Matthew Chovanec: On Its Own Fucked-up Terrain

Matthew Chovanec reviews Yasser Abdel Hafez’s The Book of Safety, for which Robin Moger won the Saif Ghobash Banipal Prize in 2017

Rohan Daniel Eason (copyright One Peace Books), from a children’s illustrated Kafka. Source: wired.com

Arabic novels are so frequently described as Kafkaesque or Orwellian that you’d be forgiven for thinking that the two authors were themselves Arab. It is a small wonder that noone has yet tried to uncover their secret Arab origins by etymologizing their names (قفقاء and الروال) in the way that the Turks have for Shakespeare. It is true that both of their names have become literary shorthand for a type of writing dealing with dystopia, oppressive bureaucracies, and the horrors of totalitarian society. It is also true that Arab societies have continued unabated to live through dystopias, oppressive bureaucracies, and the horrors of totalitarian society. But the label flattens out what is particular and new about so much excellent Arabic writing, and suggests that everything you need to know about the daily experience of living in a dysfunctional and cruel system can be captured by the term  “nightmarish”.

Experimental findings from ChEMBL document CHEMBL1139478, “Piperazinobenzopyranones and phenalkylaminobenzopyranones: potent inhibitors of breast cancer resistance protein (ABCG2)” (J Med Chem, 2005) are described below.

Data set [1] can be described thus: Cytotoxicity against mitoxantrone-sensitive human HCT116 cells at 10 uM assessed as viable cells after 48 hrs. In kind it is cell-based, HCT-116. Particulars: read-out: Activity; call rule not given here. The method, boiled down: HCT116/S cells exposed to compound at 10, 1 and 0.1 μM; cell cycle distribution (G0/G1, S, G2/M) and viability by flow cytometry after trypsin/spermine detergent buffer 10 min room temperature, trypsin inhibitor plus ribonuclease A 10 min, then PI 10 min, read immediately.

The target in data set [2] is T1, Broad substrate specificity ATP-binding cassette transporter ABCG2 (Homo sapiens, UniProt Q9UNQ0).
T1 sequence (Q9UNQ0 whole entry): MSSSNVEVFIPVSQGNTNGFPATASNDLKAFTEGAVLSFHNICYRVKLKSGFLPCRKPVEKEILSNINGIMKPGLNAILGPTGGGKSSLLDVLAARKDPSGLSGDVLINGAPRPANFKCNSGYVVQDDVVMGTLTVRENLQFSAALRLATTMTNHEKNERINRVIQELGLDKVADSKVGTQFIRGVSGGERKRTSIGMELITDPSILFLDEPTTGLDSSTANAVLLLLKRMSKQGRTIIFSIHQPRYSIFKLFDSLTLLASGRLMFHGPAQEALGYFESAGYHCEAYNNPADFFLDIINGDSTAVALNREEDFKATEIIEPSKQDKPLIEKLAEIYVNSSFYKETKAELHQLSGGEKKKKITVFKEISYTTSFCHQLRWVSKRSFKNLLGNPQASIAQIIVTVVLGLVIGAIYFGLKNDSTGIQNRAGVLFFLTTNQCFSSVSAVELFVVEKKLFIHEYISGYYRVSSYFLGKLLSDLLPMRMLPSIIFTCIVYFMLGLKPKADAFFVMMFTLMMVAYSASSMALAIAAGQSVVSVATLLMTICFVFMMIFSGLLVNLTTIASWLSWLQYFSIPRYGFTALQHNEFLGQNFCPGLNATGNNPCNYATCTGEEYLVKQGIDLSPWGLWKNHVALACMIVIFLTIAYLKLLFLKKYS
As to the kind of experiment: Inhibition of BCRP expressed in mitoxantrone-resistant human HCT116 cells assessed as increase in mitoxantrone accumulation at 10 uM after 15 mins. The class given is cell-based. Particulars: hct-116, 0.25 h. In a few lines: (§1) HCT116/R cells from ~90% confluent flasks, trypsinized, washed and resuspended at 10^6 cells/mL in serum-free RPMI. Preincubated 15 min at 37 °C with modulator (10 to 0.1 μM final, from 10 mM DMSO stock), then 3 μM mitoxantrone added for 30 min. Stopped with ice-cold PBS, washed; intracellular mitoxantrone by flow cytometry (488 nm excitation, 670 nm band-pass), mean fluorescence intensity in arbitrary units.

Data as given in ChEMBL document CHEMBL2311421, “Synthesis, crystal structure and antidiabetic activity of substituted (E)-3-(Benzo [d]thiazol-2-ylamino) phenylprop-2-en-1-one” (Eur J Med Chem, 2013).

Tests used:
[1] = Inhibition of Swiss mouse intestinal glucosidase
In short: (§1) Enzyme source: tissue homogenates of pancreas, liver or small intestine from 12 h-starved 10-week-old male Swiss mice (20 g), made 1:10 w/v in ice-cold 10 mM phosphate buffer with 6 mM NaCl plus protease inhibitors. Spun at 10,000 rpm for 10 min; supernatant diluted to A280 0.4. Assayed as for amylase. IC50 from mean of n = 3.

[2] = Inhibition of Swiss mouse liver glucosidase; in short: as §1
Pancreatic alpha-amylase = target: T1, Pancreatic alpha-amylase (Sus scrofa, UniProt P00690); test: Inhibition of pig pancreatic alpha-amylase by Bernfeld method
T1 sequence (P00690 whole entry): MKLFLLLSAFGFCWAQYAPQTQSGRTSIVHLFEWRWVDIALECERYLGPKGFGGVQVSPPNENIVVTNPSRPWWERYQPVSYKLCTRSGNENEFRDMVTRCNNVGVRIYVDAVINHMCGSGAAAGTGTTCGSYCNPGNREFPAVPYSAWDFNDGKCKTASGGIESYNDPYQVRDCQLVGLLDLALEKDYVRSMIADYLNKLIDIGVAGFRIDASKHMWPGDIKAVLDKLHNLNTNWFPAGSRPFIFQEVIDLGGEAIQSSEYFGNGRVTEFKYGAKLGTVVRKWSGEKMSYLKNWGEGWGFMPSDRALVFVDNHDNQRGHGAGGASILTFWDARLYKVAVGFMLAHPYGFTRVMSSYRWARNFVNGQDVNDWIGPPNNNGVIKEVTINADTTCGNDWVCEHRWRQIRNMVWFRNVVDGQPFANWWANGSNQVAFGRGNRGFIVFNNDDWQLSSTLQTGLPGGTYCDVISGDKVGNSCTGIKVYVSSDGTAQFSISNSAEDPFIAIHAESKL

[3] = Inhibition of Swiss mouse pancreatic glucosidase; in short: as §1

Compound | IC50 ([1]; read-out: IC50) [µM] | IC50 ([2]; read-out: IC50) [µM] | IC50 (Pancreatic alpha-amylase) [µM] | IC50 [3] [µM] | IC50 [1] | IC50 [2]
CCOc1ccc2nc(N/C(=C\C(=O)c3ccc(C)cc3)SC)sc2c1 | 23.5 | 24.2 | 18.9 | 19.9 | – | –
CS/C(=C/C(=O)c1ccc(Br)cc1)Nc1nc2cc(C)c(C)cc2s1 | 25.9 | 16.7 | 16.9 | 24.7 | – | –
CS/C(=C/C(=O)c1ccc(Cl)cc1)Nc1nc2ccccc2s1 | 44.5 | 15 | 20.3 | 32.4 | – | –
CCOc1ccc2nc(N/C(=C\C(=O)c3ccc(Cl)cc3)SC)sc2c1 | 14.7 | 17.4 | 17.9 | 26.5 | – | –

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Five Poems in English by Mina Nagy

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Elliott Erwitt, New York City, 1977. Source: magnumphotos.com

Pick-up Lines

I can only relate poems to dreams,

that’s why the last three years

I had a few of them

though I’d already denounced myself as a poet;

because escaping from consciousness

is like escaping from the self,

it doesn’t go past skin’s borders.

I’ve counted masturbation sessions as though counting sheep,

without calculating mean or median

or any statistical tricks.

I wanted to say, Love you,

but it came out, Fuck you.

Maybe we can have dinner some time?

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